‘Giving the Foreigners Citizenship’, or, Machiavelli for Brexiteers
Professor Stuart Hall Building
A long and authoritative philosophical tradition, starting with Aristotle, asserted that cities have to be especially careful with foreigners, granting them citizenship only in exceptional cases, because the afflux of newcomers risks resulting in a threat to political concord and harmony. Against this opinion, in his Discourses on Livy Machiavelli offered a completely different reasoning: modern states should follow the model of Rome instead, where subjected populations and immigrants from abroad were constantly incorporated into the civic body, making the republic stronger, even if this process inevitably fuelled social conflicts. A lesson that is still valid today?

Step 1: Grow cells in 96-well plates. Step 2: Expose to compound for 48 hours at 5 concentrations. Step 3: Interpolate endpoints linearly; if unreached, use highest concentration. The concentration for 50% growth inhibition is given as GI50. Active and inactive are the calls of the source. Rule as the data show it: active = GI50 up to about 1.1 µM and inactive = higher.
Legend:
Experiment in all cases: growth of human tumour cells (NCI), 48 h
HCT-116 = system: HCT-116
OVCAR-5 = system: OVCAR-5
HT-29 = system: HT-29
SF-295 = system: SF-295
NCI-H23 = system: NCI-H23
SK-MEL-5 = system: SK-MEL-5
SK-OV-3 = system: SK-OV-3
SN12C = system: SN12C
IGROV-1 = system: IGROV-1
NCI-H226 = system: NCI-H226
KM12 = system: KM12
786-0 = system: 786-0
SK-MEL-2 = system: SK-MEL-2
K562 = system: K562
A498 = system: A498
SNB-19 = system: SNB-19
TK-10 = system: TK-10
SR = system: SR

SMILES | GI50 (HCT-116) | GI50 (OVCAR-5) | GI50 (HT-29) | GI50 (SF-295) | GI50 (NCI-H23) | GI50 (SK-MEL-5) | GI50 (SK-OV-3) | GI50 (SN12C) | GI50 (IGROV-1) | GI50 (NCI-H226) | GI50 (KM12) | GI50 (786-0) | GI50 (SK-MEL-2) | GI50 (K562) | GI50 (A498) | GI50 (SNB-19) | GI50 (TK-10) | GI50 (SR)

Gabriele Pedullà is associate professor of Italian Literature at the University of Roma Tre and has been visiting professor at Stanford, UCLA, the Ecole Normale Supérieure (Lyon), and Harvard. He is the author of In Broad Daylight: Movies and Spectators after the Cinema, Machiavelli in Tumult, and the novel Lame [Blades].